Why the Best Road to Take in Microfinance Is the One Less Traveled
If you’re in the business of changing lives, you have to say “yes” to an open mind.
When the foundation first began working in India, we didn’t plan to enter the housing market. In fact, it wasn’t even in our consideration set. But over time as we learned what it’s like to live and work in urban slums, we realized, we needed to look at a sector we’d never even considered: Affordable housing.
Making the Leap
How did we make the leap? Spend any time in India’s urban slums, and it becomes immediately clear that living conditions have a profound impact on children’s health and learning. Instability of housing and poor sanitation are directly linked to childhood illness, school attendance and academic achievement.
At some point in its lifecycle, every organization interested in social change will be challenged to step outside its comfort zone to achieve core goals. Our objectives are to improve childhood health and educational outcomes. But as long as children live in slums, where whole families are jammed into cramped spaces with limited access to sanitation and clean water, we cannot be so lofty as to ignore these conditions. India’s affordable housing shortfall, estimated to affect 18.5 million households, can easily be framed as one main cause of childhood disease and dropouts.
Opportunity Came Knocking
Starting in 2006, we had begun investing in a series of promising microfinance institutions (MFIs) to deliver new financial services to the urban poor. A year later, one of our earliest partners, Janalakshmi Financial Services, came to us with the idea of better supporting their clients through establishment of a new entity, Janadhar, which would build affordable homes. Janalakshmi would develop a new financial product in the form of micromortgages to help clients purchase their own home.
Although not an investment we would have considered at the outset of our work, the proposal had many appealing aspects. Janadhar wouldn’t just build affordable homes; it would help show housing developers that this was a great business opportunity and sustainable business model. We trusted Janalakshmi’s acumen and instincts, and we liked the idea of a micromortgage product, because it was a creative extension of the work we were doing in financial services for the poor. It was strongly linked to our objectives around driving better family economic stability. Janalakshmi already had a system in place for vetting loan risk among customers who worked in informal jobs as maids, rickshaw drivers and street vendors. Providing similar customers with a new form of loan felt like a valuable expansion.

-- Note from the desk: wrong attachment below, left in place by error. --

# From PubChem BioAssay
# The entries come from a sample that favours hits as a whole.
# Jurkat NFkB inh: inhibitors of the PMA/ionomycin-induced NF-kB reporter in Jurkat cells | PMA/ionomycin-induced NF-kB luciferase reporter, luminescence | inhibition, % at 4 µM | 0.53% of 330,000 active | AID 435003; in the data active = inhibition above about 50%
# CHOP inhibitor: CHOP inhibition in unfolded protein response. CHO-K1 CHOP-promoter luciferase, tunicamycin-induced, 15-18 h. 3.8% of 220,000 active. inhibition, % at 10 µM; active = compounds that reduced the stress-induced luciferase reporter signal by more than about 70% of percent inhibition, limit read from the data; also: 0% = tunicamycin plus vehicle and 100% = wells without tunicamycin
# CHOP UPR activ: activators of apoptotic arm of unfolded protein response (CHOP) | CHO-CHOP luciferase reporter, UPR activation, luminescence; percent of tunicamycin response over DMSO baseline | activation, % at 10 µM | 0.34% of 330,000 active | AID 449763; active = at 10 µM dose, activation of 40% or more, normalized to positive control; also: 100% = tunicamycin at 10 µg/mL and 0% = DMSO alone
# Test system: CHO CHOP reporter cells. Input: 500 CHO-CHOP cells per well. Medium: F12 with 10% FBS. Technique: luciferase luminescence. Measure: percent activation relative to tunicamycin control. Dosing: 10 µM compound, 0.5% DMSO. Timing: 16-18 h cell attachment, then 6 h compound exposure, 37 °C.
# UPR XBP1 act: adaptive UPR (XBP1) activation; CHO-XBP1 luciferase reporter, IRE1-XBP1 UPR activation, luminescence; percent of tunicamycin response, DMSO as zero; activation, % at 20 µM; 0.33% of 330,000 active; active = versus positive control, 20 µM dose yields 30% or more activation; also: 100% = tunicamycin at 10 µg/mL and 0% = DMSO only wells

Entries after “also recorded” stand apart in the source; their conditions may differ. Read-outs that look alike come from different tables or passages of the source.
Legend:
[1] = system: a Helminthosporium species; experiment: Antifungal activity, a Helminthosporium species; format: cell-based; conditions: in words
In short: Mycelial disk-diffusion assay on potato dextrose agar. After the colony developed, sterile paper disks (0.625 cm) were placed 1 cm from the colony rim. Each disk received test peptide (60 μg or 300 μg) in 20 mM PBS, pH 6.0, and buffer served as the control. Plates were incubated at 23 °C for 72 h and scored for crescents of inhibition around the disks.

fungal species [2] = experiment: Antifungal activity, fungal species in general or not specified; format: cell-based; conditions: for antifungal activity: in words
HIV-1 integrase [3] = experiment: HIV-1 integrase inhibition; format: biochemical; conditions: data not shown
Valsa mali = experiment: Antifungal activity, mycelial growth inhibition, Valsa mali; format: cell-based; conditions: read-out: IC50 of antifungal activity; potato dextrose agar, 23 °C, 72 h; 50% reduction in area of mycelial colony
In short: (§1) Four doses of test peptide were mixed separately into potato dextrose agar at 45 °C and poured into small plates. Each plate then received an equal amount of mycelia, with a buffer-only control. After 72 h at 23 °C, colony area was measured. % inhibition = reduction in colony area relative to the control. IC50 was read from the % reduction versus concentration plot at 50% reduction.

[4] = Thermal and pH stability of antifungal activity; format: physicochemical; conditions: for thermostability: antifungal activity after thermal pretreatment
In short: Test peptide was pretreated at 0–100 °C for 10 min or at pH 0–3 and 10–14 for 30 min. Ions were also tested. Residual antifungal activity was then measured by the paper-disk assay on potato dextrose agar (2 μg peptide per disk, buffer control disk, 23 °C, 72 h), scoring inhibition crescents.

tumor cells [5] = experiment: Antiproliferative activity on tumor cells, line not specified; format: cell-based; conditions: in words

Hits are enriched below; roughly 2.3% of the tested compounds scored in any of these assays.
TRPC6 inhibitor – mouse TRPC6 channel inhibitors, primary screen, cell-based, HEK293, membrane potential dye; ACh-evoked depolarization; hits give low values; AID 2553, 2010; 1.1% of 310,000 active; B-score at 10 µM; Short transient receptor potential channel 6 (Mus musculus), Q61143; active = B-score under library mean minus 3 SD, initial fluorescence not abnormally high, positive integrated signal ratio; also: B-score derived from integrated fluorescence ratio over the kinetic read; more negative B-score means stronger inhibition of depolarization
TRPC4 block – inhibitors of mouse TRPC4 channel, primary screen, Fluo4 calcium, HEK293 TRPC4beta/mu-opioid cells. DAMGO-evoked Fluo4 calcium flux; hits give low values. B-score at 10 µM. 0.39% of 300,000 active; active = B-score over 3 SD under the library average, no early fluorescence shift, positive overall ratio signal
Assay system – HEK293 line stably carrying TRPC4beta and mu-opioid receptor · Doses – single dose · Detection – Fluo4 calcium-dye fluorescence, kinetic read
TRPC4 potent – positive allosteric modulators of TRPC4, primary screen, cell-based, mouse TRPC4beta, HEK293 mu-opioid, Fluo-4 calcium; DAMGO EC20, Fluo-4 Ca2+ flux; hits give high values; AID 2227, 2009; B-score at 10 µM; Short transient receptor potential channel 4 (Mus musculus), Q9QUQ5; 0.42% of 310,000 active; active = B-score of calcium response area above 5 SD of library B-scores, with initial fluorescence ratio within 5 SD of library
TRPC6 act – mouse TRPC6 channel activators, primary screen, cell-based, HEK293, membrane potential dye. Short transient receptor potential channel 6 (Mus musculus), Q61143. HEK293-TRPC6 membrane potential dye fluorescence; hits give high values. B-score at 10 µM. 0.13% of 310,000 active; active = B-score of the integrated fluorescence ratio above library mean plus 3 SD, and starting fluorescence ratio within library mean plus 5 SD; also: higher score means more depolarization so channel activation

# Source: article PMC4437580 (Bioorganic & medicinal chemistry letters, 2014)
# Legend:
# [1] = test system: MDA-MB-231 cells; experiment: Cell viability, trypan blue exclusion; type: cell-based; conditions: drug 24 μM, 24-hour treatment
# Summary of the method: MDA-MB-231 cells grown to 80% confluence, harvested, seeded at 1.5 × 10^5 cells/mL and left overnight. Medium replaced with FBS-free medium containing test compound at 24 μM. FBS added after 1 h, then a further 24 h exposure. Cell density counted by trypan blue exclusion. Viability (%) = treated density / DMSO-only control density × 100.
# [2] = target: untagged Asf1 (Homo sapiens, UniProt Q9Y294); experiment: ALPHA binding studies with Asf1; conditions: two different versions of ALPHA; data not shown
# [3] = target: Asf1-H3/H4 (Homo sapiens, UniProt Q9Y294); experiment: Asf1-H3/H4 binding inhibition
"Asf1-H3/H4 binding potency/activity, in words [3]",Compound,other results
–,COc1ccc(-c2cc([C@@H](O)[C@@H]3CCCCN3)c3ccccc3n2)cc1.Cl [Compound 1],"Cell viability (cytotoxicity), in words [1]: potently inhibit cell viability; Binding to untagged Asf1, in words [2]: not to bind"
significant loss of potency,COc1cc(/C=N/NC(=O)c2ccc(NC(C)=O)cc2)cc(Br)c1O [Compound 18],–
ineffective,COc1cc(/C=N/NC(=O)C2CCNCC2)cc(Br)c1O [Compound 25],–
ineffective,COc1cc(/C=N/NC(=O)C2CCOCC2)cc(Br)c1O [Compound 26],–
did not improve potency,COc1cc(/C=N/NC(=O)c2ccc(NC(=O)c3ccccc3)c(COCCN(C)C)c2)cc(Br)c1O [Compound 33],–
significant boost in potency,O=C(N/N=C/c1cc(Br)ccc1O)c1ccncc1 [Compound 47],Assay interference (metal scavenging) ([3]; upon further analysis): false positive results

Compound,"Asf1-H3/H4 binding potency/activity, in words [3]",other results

Embracing the Bigger Picture
Saying “yes” to a single investment outside your core may not make sense unless you have a strategic plan that leads you back to that core.
Frankly, this was a difficult project, and the road we traveled with Janadhar was not easy. Together we overcame the seemingly limitless obstacles to construction. But the payoff was being invited into the new home of a proud, first time homeowner and seeing the difference it was already making in their lives.
This project was our only home construction project. It was a success because it helped prove out a way to build a more affordable housing supply in India, but it was our complementary investment in developing a micromortgage product that became a core part of our continued focus on financial services for the urban poor.
For the foundation, saying “yes” to affordable housing meant creating new opportunities for families to own their own homes and to help their children escape poverty. Our investment in Janadhar wasn’t only opportunistic; we saw a chance to open previously untested markets that would improve children’s lives and outcomes.
In 2009, we built on that investment by providing seed funding to Micro Housing Finance Corporation (MHFC), a micromortgage company focused on serving customers who had an income from $200 to $400 a month. Since that time, MHFC has provided 3,000-plus families with micromortages and has proved that it’s possible to serve this part of the market in a sustainable way. By 2018, that number is expected to grow more than tenfold.
India’s affordable housing market is still in its infancy, but since we ventured into the space there has been substantial movement. By late 2013, a dozen new players had begun offering low-income mortgages, and developer participation was likewise on the rise. And for each family that gets a home, the change in quality of life is truly staggering.
Never say never—even when you have clearly defined organizational goals. In the end, accomplishing those goals may mean going places you’d never anticipated.
- BLOG POST: Birth of a market: A new housing sector takes root in India
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- GIVING REPORT: Micro Housing Finance Corporation